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Six months after the cruise industry came to a standstill, the Healthy Sail Panel — a partnership between Royal Caribbean Group, Norwegian Cruise Line Holdings, former government officials, medical professionals, scientists and other experts and stakeholders — presented its findings to the U.S. Centers for Disease Control and Prevention on Monday.

The 69-page document offers a 74-step plan for the safe resumption of sailings. If you have neither the time nor the desire to pick through the entire thing, you’ve come to the right place. Below, we offer a summary of the best tidbits and what you need to know before your next voyage — whenever that might be.

Why was the plan developed?

On March 14, the CDC issued a no-sail order for cruises, claiming that “cruise ship travel markedly increases the risk and impact of the COVID-19 disease outbreak within the United States.” The order was renewed on April 14 and again on July 21, at which time the CDC opened a request for public comment on the issue.

The Healthy Sail Panel’s findings were meant to coincide with the closure of the public comment period on September 21; this report is separate from and in addition to the proposal submitted to the CDC by the Cruise Lines International Association industry governing body in April.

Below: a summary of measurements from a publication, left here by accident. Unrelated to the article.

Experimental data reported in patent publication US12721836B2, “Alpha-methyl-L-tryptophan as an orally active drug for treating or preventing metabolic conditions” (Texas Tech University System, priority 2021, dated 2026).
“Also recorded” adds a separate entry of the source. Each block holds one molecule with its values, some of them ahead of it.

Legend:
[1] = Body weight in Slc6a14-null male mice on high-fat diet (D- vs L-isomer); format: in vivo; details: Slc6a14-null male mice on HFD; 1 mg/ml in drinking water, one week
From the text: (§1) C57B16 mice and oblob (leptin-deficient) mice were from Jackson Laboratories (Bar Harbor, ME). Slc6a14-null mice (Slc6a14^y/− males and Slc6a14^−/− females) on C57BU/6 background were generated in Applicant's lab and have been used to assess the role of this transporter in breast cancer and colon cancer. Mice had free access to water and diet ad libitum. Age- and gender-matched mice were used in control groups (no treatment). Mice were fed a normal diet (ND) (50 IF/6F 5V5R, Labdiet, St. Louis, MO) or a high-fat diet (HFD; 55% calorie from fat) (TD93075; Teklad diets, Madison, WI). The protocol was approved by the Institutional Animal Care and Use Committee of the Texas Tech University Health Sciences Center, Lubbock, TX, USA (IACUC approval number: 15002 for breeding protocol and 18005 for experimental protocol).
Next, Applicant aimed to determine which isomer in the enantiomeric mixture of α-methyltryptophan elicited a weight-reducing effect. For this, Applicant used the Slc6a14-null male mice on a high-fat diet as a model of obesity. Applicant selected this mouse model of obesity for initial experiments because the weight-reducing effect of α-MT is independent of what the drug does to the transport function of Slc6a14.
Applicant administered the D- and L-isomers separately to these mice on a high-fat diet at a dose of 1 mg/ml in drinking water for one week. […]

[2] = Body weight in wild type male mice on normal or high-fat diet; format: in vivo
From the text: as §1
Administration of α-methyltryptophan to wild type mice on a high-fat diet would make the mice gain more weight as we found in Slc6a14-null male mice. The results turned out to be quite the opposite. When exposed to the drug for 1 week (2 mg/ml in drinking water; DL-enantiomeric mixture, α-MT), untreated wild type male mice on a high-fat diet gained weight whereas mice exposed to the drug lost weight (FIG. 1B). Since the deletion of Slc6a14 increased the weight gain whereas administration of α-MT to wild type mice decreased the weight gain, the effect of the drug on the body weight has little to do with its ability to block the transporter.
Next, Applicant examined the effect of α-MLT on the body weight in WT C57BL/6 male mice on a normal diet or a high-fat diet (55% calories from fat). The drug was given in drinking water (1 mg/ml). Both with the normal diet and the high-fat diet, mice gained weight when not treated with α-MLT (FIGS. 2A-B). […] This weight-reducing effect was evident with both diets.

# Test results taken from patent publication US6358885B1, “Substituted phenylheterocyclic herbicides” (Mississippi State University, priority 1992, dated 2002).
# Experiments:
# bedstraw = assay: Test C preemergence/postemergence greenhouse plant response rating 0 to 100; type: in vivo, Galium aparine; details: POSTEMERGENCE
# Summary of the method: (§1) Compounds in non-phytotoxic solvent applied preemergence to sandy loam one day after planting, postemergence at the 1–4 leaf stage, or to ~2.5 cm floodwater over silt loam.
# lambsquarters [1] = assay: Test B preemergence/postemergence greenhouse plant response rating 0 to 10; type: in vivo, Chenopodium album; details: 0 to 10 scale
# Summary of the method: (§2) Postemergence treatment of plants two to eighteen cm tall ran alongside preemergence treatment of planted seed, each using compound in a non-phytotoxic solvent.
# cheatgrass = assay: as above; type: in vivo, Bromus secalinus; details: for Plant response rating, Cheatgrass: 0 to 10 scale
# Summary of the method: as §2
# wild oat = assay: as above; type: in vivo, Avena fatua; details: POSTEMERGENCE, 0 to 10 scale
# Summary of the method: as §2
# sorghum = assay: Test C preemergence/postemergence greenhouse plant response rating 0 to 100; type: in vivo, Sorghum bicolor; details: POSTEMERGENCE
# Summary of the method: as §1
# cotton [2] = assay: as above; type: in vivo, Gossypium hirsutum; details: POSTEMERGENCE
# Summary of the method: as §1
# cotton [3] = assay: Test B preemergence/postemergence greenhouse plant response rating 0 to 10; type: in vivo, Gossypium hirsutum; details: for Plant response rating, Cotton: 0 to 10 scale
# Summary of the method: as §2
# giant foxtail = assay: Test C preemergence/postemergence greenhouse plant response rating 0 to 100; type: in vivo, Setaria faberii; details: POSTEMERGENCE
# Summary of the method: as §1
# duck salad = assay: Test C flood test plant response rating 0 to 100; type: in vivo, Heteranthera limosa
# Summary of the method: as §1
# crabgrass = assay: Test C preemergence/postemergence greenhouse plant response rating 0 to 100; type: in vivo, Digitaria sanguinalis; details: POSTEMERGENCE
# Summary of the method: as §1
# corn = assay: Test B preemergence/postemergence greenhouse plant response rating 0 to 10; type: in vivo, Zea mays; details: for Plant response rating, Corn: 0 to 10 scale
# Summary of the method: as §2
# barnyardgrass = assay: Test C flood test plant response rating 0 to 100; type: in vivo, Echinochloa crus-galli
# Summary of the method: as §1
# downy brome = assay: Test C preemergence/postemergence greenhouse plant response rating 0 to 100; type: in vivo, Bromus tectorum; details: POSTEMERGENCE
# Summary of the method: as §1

What is the goal of the plan?

In the introduction, the panel acknowledges that no plan is foolproof, given the changing nature of the SARS-CoV-2 virus, and states the purpose of the suggestions that follow.

“Our main objectives were to improve health and safety, advance public health goals, and help inform the cruise industry’s efforts to achieve the objectives listed by the CDC’s No Sail Order: 

  • Preservation of human life;
  • Preventing the further introduction, transmission, and spread of COVID-19 into and throughout the United States; 
  • Preserving the public health and other critical resources of federal, state, and local governments; 
  • Preserving hospital, healthcare, and emergency response resources within the United States; and 
  • Maintaining the safety of shipping and harbor conditions, including safety of personnel.”

As expected, the proposal outlines an approach to prevention and detection, stating that “each measure alone is insufficient, but a multi-layered approach, with careful planning and implementation, is much more likely to reduce the risk that the virus will spread among passengers and crew.”

The document also states that the protocols outlined within it are designed for free use by any cruise line and can be modified to fit various scenarios, particularly as the pandemic situation continues to evolve.

HM, Harmony of the Seas, Labadee, Haiti, Private Destination, Drone, Aerial, Ship, Night Time, Lights on ship, Profile starboard side of ship, Reflections, dramatic sunset, evening, colorful,

What does the Healthy Sail Panel recommend?

Many of the suggestions the study presents aren’t new. In fact, most of the steps listed are ideas we’ve seen before, and several times throughout the report, it is suggested that cruise lines follow CDC guidelines for things like social distancing and mask-wearing.